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I teach you how to nick the skin between your fingers, worry the cut
open and blow on it with hot salty breath, and wait for slow joints to
grow from the slit. Your new fingers are especially skilled at pulling
up loose floorboards and playing with the tangle of my Spanish moss hair.

You used to have wings, but I nibbled them off long ago. You don't
begrudge it; now you are all limbs, the more to hold on to me with.
Your knees and elbows creak as I bend them this way and that, tenderly
so as not to break them. Your skin ripples with laughter at my manipulations.

I show you how to season a broth to perfection with dried compost and
twigs and pieces of oyster shells. Rhizomes of microscopic mushrooms
float on top as we bathe in it, thick steam tickling deep behind our eyes like pollen.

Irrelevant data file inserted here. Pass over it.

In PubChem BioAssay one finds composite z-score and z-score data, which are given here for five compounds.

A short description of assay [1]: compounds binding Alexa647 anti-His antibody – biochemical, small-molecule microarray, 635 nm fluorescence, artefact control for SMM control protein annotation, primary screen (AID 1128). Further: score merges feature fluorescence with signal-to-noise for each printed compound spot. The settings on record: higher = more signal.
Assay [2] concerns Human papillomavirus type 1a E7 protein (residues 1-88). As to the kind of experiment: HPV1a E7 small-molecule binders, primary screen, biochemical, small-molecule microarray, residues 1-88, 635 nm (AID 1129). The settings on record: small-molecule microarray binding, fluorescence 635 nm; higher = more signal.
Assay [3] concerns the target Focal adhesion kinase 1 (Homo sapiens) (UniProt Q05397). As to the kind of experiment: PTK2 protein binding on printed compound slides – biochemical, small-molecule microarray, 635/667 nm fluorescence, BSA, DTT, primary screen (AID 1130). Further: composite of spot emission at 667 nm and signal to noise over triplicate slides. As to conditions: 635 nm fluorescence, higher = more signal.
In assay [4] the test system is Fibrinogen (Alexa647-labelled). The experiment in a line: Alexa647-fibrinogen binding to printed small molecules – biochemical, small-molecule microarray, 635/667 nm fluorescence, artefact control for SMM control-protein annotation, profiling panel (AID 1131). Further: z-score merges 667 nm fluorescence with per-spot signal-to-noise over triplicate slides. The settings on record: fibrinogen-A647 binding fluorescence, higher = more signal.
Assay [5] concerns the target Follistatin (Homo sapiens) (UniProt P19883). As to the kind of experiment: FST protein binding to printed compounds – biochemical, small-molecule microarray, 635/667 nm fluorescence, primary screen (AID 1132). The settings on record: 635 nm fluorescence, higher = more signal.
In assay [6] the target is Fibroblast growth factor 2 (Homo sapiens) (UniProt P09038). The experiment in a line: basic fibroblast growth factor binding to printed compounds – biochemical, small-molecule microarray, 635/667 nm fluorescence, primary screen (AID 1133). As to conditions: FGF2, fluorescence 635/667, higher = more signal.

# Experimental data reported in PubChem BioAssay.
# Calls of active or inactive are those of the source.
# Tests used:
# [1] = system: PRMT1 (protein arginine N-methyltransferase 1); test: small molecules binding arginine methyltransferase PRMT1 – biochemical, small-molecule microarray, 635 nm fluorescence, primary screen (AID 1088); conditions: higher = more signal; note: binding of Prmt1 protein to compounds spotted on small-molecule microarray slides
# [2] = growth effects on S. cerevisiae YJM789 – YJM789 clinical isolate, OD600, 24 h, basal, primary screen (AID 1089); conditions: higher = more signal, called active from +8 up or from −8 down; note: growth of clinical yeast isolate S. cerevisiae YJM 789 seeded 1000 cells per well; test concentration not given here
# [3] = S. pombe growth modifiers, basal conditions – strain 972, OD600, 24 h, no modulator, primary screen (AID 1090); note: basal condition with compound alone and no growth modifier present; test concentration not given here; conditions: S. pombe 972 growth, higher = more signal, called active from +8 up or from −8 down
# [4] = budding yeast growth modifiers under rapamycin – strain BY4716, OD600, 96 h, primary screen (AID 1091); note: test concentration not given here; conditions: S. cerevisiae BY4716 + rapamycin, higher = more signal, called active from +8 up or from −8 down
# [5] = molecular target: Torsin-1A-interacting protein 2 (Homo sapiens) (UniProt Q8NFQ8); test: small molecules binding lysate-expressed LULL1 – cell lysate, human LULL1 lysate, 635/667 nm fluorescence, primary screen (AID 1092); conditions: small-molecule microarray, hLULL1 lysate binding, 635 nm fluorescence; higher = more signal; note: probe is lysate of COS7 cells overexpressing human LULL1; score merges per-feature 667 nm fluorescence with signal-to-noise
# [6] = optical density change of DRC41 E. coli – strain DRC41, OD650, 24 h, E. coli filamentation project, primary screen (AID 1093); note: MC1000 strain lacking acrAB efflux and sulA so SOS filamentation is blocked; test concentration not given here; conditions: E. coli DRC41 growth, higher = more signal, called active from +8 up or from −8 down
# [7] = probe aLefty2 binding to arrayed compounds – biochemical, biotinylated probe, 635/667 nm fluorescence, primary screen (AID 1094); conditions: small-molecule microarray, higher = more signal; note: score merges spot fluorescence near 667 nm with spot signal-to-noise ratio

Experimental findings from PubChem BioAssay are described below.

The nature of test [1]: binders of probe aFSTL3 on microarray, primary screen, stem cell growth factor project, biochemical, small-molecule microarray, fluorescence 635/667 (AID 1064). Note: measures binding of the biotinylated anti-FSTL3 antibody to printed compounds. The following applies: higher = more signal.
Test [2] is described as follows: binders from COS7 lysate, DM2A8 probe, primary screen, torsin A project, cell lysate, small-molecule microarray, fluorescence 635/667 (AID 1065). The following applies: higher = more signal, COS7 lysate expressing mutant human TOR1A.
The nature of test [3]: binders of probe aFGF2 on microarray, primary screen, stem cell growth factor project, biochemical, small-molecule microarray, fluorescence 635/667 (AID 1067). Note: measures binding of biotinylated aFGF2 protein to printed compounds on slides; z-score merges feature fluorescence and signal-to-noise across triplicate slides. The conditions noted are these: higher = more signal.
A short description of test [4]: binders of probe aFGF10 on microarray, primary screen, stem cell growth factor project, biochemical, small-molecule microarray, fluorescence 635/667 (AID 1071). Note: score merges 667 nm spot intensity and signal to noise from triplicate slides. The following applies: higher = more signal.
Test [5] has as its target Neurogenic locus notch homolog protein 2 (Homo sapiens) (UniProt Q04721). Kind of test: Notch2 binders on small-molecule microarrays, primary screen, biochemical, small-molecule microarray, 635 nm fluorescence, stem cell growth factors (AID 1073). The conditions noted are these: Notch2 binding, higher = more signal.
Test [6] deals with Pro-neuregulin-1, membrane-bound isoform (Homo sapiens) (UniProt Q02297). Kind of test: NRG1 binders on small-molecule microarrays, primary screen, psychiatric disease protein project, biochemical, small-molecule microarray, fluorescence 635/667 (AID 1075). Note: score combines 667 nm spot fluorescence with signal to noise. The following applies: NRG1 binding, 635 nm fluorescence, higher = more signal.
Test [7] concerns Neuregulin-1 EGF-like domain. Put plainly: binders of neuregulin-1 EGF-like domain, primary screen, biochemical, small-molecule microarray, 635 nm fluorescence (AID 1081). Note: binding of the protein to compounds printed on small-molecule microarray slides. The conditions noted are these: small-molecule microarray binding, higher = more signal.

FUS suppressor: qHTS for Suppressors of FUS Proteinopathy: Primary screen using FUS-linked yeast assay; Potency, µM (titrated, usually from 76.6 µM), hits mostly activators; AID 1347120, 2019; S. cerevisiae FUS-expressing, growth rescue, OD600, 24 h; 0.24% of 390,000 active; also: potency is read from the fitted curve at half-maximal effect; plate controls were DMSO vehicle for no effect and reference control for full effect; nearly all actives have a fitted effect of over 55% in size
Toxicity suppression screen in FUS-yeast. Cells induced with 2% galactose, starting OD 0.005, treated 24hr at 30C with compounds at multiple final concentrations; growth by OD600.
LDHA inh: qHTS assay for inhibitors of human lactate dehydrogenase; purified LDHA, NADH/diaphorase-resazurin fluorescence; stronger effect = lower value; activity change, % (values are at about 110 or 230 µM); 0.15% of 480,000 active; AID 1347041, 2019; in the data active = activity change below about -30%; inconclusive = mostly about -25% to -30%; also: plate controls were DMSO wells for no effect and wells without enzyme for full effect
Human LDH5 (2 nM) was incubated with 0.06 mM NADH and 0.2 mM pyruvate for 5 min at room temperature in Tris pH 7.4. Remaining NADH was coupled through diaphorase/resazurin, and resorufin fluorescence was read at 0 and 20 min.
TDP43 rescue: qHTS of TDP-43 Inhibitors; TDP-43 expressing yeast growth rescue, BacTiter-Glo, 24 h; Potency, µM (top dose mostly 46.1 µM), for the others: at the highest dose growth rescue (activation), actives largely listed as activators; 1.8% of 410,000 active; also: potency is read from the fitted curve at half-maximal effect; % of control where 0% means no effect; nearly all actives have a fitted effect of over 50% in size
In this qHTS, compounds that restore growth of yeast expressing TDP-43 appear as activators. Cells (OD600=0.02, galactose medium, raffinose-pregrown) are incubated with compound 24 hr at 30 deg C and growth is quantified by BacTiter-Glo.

I teach you to break a walnut out of its shell in one perfect piece
and to swallow it whole. The conjoined twin brains of it make a home
deep in your gut, its filigree roots siphoning nutrients out of your
bloodstream as it waits for the perfect conditions to sprout.

Soon I will cut a piece from my body and hold it in place against your
raw flesh with bandages of vine leaves and training wire. When
synchronous buds emerge from both of our wounds, I will wonder if the
coming blooms will be of the same hue.




Layla Al-Bedawi is a poet, writer, and bookbinder (among other things). English is her third language, but she's been dreaming in it for years. Born in Germany to Kurdish and Ukrainian parents, she currently lives in Houston, TX, where she co-founded Fuente Collective and champions experimentation, collaboration, and hybridity in writing an other arts. Her work is published in Liminal Stories, Mithila Review, Bayou Magazine, Crab Fat Magazine, and elsewhere. Find her at laylaalbedawi.com and @frauleinlayla.
Current Issue
10 Jan 2022

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